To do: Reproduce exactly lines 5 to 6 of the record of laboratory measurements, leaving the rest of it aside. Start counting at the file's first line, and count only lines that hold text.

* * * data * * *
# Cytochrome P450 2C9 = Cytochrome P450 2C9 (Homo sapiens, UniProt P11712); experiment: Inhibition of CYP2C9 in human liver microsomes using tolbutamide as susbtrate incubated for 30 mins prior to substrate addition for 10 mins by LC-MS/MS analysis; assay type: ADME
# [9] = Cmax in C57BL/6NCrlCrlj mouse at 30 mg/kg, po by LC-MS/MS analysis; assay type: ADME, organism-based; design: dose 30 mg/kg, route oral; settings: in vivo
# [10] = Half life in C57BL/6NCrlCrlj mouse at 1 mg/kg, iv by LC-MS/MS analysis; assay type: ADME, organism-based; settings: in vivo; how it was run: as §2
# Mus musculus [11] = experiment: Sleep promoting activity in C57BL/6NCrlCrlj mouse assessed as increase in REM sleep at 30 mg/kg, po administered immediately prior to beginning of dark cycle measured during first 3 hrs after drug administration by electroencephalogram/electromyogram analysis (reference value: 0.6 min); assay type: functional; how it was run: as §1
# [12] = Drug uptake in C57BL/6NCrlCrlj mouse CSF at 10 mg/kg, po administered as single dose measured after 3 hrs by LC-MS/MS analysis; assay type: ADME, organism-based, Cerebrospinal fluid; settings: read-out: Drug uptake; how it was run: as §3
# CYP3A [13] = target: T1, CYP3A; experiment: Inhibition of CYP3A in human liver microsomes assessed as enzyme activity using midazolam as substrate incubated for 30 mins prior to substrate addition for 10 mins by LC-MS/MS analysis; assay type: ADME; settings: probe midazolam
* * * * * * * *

# [12] = Drug uptake in C57BL/6NCrlCrlj mouse CSF at 10 mg/kg, po administered as single dose measured after 3 hrs by LC-MS/MS analysis; assay type: ADME, organism-based, Cerebrospinal fluid; settings: read-out: Drug uptake; how it was run: as §3
# CYP3A [13] = target: T1, CYP3A; experiment: Inhibition of CYP3A in human liver microsomes assessed as enzyme activity using midazolam as substrate incubated for 30 mins prior to substrate addition for 10 mins by LC-MS/MS analysis; assay type: ADME; settings: probe midazolam